When we think about business rules we typically focus on logic. After all, business rules are about doing things, and many people see them as a way to eventually supplant hand-crafted program code. Yet the vast majority of enterprises use their IT infrastructure to process data held in databases. If the business rules movement is to make a real impact, it is going to have to look beyond the realm of pure logic and deal effectively with the interaction between logic and data. This could be tough to do. There are already business rules tools and techniques that address this area, but no matter how good they become there is one fundamental issue that may potentially limit business rules approaches: poor database design.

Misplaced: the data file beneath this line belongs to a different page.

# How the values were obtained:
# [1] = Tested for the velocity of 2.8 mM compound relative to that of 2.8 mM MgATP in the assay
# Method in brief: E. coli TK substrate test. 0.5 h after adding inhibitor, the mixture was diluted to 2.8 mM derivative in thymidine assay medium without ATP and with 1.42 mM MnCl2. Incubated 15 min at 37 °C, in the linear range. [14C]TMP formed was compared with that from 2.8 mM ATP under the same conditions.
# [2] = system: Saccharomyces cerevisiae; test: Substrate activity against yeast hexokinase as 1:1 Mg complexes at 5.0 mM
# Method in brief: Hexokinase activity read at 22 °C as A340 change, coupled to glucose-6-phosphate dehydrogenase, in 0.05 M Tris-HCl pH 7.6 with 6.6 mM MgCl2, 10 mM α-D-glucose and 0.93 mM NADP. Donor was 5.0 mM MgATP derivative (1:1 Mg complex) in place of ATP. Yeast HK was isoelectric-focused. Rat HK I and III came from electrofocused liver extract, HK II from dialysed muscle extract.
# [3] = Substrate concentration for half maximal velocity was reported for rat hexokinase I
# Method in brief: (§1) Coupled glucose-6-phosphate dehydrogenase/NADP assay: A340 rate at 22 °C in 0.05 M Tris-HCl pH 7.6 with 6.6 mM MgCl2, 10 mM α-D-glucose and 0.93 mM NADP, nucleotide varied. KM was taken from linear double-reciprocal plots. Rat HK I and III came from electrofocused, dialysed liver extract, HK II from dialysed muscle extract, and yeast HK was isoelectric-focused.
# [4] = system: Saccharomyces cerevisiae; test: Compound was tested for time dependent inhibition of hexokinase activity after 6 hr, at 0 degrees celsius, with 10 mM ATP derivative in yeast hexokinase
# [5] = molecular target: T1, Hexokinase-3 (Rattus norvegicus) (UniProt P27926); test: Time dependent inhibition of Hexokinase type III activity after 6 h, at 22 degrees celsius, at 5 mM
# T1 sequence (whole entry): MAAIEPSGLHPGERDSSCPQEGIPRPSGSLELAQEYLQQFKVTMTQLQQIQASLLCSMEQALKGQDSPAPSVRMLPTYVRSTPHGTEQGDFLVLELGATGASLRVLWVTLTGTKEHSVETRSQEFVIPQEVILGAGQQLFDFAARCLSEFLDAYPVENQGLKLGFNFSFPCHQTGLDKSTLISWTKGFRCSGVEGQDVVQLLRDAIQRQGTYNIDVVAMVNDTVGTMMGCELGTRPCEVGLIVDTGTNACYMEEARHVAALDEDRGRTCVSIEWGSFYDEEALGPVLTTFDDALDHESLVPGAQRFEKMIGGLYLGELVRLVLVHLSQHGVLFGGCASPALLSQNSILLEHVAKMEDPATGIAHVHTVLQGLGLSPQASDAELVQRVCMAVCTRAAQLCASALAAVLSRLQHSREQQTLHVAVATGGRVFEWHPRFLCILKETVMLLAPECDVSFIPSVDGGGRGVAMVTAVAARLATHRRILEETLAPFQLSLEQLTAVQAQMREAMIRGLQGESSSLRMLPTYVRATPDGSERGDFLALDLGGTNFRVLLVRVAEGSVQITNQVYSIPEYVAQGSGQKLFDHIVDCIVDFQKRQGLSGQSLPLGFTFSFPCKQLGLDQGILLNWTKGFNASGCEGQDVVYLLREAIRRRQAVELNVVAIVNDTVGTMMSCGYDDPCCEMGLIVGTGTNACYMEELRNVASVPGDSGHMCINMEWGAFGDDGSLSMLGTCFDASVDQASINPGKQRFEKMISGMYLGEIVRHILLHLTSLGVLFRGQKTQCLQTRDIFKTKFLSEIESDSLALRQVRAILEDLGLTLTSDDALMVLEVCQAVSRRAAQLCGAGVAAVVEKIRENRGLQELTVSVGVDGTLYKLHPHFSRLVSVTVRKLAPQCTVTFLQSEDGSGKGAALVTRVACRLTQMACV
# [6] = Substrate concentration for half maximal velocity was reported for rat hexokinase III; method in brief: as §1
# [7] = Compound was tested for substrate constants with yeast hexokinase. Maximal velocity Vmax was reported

The Roots of Denormalization
All Information Management articles are archived after 7 days. REGISTER NOW for unlimited access to all recently archived articles, as well as thousands of searchable stories. Registered Members also gain access to:
- Full access to information-management.com including all searchable archived content
- Exclusive E-Newsletters delivering the latest headlines to your inbox
- Access to White Papers, Web Seminars, and Blog Discussions
- Discounts to upcoming conferences & events
- Uninterrupted access to all sponsored content, and MORE!